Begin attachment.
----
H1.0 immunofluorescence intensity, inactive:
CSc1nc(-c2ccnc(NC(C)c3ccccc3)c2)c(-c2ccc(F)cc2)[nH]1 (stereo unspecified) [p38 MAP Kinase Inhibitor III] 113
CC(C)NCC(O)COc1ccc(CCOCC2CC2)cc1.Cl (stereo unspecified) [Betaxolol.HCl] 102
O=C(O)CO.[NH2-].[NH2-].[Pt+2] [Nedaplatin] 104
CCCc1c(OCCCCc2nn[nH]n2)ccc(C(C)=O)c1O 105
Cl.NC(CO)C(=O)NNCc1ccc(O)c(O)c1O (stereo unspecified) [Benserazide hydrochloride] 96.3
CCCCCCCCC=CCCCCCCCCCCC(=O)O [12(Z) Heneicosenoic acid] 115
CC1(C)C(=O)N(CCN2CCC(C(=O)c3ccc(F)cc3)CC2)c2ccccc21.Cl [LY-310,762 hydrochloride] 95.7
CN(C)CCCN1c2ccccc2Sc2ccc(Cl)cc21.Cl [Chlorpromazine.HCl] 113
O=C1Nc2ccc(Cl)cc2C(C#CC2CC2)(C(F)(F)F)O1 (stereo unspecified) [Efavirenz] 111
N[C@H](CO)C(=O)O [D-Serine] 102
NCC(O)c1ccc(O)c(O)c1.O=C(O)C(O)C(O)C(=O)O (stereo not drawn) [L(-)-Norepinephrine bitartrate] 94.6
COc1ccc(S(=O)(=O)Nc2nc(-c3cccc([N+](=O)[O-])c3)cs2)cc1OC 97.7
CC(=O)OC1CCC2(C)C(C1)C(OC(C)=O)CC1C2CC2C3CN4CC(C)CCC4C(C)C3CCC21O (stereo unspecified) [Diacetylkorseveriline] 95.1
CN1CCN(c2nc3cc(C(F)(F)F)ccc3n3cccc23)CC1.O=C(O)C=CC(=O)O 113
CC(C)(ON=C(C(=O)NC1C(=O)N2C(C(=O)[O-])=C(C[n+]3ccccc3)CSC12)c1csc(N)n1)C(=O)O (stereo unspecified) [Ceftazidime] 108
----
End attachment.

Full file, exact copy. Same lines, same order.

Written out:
H1.0 immunofluorescence intensity, inactive:
CSc1nc(-c2ccnc(NC(C)c3ccccc3)c2)c(-c2ccc(F)cc2)[nH]1 (stereo unspecified) [p38 MAP Kinase Inhibitor III] 113
CC(C)NCC(O)COc1ccc(CCOCC2CC2)cc1.Cl (stereo unspecified) [Betaxolol.HCl] 102
O=C(O)CO.[NH2-].[NH2-].[Pt+2] [Nedaplatin] 104
CCCc1c(OCCCCc2nn[nH]n2)ccc(C(C)=O)c1O 105
Cl.NC(CO)C(=O)NNCc1ccc(O)c(O)c1O (stereo unspecified) [Benserazide hydrochloride] 96.3
CCCCCCCCC=CCCCCCCCCCCC(=O)O [12(Z) Heneicosenoic acid] 115
CC1(C)C(=O)N(CCN2CCC(C(=O)c3ccc(F)cc3)CC2)c2ccccc21.Cl [LY-310,762 hydrochloride] 95.7
CN(C)CCCN1c2ccccc2Sc2ccc(Cl)cc21.Cl [Chlorpromazine.HCl] 113
O=C1Nc2ccc(Cl)cc2C(C#CC2CC2)(C(F)(F)F)O1 (stereo unspecified) [Efavirenz] 111
N[C@H](CO)C(=O)O [D-Serine] 102
NCC(O)c1ccc(O)c(O)c1.O=C(O)C(O)C(O)C(=O)O (stereo not drawn) [L(-)-Norepinephrine bitartrate] 94.6
COc1ccc(S(=O)(=O)Nc2nc(-c3cccc([N+](=O)[O-])c3)cs2)cc1OC 97.7
CC(=O)OC1CCC2(C)C(C1)C(OC(C)=O)CC1C2CC2C3CN4CC(C)CCC4C(C)C3CCC21O (stereo unspecified) [Diacetylkorseveriline] 95.1
CN1CCN(c2nc3cc(C(F)(F)F)ccc3n3cccc23)CC1.O=C(O)C=CC(=O)O 113
CC(C)(ON=C(C(=O)NC1C(=O)N2C(C(=O)[O-])=C(C[n+]3ccccc3)CSC12)c1csc(N)n1)C(=O)O (stereo unspecified) [Ceftazidime] 108